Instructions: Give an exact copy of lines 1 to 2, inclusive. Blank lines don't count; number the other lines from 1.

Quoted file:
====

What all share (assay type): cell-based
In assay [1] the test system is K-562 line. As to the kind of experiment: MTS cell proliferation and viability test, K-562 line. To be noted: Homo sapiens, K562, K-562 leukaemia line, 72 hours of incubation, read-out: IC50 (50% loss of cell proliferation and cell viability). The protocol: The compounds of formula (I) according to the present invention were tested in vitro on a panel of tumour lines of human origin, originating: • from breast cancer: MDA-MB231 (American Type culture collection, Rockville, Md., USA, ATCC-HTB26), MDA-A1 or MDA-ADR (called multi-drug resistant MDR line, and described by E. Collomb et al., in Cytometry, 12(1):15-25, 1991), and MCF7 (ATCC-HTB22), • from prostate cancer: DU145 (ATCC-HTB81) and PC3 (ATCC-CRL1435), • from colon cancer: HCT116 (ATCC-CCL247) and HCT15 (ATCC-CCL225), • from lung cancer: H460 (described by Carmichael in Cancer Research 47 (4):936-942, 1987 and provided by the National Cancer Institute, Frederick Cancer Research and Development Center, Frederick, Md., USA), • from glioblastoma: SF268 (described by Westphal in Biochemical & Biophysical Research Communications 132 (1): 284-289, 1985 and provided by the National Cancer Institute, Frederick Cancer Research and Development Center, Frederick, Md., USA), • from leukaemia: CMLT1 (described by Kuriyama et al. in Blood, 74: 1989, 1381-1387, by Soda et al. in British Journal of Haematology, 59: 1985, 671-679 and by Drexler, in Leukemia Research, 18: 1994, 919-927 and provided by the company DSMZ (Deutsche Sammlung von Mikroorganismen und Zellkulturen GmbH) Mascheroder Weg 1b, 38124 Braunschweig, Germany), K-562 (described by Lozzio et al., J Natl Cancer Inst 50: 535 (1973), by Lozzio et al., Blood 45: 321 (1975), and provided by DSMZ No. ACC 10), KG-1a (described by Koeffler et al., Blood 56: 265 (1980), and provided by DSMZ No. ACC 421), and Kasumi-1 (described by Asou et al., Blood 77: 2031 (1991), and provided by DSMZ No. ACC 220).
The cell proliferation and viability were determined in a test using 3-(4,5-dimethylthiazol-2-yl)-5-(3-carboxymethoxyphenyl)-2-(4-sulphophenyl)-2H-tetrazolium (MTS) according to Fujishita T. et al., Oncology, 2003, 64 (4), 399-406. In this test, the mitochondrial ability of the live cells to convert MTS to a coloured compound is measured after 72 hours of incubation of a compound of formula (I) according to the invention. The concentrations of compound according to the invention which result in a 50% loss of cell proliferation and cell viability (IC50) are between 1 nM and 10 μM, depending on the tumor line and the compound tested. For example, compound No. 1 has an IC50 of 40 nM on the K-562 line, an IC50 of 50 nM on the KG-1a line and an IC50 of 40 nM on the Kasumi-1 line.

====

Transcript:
What all share (assay type): cell-based
In assay [1] the test system is K-562 line. As to the kind of experiment: MTS cell proliferation and viability test, K-562 line. To be noted: Homo sapiens, K562, K-562 leukaemia line, 72 hours of incubation, read-out: IC50 (50% loss of cell proliferation and cell viability). The protocol: The compounds of formula (I) according to the present invention were tested in vitro on a panel of tumour lines of human origin, originating: • from breast cancer: MDA-MB231 (American Type culture collection, Rockville, Md., USA, ATCC-HTB26), MDA-A1 or MDA-ADR (called multi-drug resistant MDR line, and described by E. Collomb et al., in Cytometry, 12(1):15-25, 1991), and MCF7 (ATCC-HTB22), • from prostate cancer: DU145 (ATCC-HTB81) and PC3 (ATCC-CRL1435), • from colon cancer: HCT116 (ATCC-CCL247) and HCT15 (ATCC-CCL225), • from lung cancer: H460 (described by Carmichael in Cancer Research 47 (4):936-942, 1987 and provided by the National Cancer Institute, Frederick Cancer Research and Development Center, Frederick, Md., USA), • from glioblastoma: SF268 (described by Westphal in Biochemical & Biophysical Research Communications 132 (1): 284-289, 1985 and provided by the National Cancer Institute, Frederick Cancer Research and Development Center, Frederick, Md., USA), • from leukaemia: CMLT1 (described by Kuriyama et al. in Blood, 74: 1989, 1381-1387, by Soda et al. in British Journal of Haematology, 59: 1985, 671-679 and by Drexler, in Leukemia Research, 18: 1994, 919-927 and provided by the company DSMZ (Deutsche Sammlung von Mikroorganismen und Zellkulturen GmbH) Mascheroder Weg 1b, 38124 Braunschweig, Germany), K-562 (described by Lozzio et al., J Natl Cancer Inst 50: 535 (1973), by Lozzio et al., Blood 45: 321 (1975), and provided by DSMZ No. ACC 10), KG-1a (described by Koeffler et al., Blood 56: 265 (1980), and provided by DSMZ No. ACC 421), and Kasumi-1 (described by Asou et al., Blood 77: 2031 (1991), and provided by DSMZ No. ACC 220).